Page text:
# Friction

Friction between two objects. The blue one has more friction against the sloped surface than the green one.
Figure 1: Simulated blocks with fractal rough surfaces, exhibiting static frictional interactions[1]

Friction is the force resisting the relative motion of solid surfaces, fluid layers, and material elements sliding against each other.[2] There are several types of friction:

• Dry friction is a force that opposes the relative lateral motion of two solid surfaces in contact. Dry friction is subdivided into static friction ("stiction") between non-moving surfaces, and kinetic friction between moving surfaces. With the exception of atomic or molecular friction, dry friction generally arises from the interaction of surface features, known as asperities (see Figure 1).
• Fluid friction describes the friction between layers of a viscous fluid that are moving relative to each other.[3][4]
• Lubricated friction is a case of fluid friction where a lubricant fluid separates two solid surfaces.[5][6][7]
• Skin friction is a component of drag, the force resisting the motion of a fluid across the surface of a body.
• Internal friction is the force resisting motion between the elements making up a solid material while it undergoes deformation.[4]

When surfaces in contact move relative to each other, the friction between the two surfaces converts kinetic energy into thermal energy (that is, it converts work to heat). This property can have dramatic consequences, as illustrated by the use of friction created by rubbing pieces of wood together to start a fire. Kinetic energy is converted to thermal energy whenever motion with friction occurs, for example when a viscous fluid is stirred. Another important consequence of many types of friction can be wear, which may lead to performance degradation or damage to components. Friction is a component of the science of tribology.

Friction is desirable and important in supplying traction to facilitate motion on land. Most land vehicles rely on friction for acceleration, deceleration and changing direction. Sudden reductions in traction can cause loss of control and accidents.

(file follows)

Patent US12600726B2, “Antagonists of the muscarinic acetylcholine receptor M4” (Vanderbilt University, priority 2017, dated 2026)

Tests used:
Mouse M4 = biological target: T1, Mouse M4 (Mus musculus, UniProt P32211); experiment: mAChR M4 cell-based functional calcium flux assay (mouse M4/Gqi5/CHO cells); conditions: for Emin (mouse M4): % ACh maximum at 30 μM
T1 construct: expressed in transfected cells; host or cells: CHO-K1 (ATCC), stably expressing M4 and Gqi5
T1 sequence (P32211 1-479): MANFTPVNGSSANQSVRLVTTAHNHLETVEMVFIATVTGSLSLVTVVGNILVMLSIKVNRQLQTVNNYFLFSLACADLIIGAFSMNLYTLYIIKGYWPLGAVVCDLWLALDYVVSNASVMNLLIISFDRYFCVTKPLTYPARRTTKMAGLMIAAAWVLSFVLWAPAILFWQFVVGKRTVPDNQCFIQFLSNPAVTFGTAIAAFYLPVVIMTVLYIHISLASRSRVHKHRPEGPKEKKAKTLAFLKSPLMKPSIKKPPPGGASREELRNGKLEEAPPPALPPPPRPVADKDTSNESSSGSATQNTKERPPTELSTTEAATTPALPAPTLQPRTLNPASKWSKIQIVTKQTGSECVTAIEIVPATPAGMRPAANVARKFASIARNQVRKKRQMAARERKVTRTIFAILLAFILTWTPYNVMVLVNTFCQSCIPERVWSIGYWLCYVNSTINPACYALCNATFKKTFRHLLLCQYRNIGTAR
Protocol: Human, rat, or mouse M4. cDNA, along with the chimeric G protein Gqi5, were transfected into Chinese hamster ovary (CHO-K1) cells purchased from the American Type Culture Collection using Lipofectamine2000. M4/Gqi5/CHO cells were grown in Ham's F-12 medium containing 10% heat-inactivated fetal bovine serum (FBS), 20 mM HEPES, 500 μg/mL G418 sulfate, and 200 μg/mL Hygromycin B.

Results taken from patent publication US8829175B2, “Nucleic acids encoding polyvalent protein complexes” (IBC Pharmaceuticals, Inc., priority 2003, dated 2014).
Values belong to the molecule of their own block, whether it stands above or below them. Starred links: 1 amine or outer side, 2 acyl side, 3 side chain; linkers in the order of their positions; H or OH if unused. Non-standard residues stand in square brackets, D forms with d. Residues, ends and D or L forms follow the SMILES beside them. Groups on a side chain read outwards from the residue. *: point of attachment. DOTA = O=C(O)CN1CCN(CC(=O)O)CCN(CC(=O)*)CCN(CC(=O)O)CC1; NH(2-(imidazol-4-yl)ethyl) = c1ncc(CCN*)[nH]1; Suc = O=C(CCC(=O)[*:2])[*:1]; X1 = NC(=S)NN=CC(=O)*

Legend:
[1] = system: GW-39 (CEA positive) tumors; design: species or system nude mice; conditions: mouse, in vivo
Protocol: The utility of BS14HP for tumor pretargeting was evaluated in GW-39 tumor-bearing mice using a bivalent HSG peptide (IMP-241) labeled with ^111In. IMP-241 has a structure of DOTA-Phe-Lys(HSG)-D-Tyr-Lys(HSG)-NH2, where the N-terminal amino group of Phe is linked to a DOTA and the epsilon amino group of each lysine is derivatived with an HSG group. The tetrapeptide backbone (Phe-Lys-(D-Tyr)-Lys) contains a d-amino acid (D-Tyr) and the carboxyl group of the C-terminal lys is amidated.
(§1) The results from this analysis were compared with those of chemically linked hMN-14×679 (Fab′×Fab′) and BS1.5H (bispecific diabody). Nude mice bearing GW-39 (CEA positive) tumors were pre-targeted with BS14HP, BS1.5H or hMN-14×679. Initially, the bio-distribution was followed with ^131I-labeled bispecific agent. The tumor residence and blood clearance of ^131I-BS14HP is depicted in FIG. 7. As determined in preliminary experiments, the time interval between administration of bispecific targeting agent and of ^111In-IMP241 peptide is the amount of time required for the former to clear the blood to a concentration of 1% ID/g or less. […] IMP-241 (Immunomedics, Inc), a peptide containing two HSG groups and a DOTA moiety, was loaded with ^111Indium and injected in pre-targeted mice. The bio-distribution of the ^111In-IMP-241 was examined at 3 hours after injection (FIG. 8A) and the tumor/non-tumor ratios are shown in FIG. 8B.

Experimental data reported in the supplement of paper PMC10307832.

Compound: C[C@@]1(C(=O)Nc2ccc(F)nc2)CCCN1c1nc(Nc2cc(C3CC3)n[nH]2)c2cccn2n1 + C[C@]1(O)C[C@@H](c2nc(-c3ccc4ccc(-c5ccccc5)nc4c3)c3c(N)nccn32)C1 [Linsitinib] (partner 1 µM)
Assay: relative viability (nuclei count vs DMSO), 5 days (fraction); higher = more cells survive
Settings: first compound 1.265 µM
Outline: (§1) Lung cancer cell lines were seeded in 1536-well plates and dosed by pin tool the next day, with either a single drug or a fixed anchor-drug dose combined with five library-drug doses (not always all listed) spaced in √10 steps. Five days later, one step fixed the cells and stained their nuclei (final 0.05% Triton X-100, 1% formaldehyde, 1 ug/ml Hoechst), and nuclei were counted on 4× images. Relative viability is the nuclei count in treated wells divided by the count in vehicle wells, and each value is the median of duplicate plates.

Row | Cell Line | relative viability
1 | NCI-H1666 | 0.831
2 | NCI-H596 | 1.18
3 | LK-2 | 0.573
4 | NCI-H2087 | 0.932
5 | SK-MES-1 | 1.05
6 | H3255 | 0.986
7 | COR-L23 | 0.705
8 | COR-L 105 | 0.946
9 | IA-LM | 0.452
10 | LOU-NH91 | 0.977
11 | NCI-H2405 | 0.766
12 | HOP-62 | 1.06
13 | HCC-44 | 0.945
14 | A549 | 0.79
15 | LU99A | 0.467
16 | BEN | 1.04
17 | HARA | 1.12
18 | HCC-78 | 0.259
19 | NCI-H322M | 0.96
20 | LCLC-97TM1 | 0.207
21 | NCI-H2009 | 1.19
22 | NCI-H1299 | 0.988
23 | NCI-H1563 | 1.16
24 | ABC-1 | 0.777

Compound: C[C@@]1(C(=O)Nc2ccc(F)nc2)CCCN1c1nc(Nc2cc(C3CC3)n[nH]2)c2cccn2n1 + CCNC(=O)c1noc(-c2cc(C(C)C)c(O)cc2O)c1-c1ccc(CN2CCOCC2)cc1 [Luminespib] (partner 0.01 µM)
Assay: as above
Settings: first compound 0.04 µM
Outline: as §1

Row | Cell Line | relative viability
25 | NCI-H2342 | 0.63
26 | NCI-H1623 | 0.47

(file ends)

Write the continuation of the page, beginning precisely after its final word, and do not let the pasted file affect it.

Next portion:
Friction is not itself a fundamental force. Dry friction arises from a combination of inter-surface adhesion, surface roughness, surface deformation, and surface contamination. The complexity of these interactions makes the calculation of friction from first principles impractical and necessitates the use of empirical methods for analysis and the development of theory.

Friction is a non-conservative force – work done against friction is path dependent. In the presence of friction, some kinetic energy is always transformed to thermal energy, so mechanical energy is not conserved.

1. ^ Cite error: The named reference statfric was invoked but never defined (see the help page).
2. ^ "friction". Merriam-Webster Dictionary.
3. ^ Beer, Ferdinand P.; Johnston, E. Russel, Jr. (1996). Vector Mechanics for Engineers (Sixth ed.). McGraw-Hill. p. 397. ISBN 978-0-07-297688-5.
4. ^ a b Meriam, J. L.; Kraige, L. G. (2002). Engineering Mechanics (fifth ed.). John Wiley & Sons. p. 328. ISBN 978-0-471-60293-4.
5. ^ Ruina, Andy; Pratap, Rudra (2002). Introduction to Statics and Dynamics (PDF). Oxford University Press. p. 713.
6. ^ Hibbeler, R. C. (2007). Engineering Mechanics (Eleventh ed.). Pearson, Prentice Hall. p. 393. ISBN 978-0-13-127146-3.
7. ^ Soutas-Little, Robert W.; Inman, Balint (2008). Engineering Mechanics. Thomson. p. 329. ISBN 978-0-495-29610-2.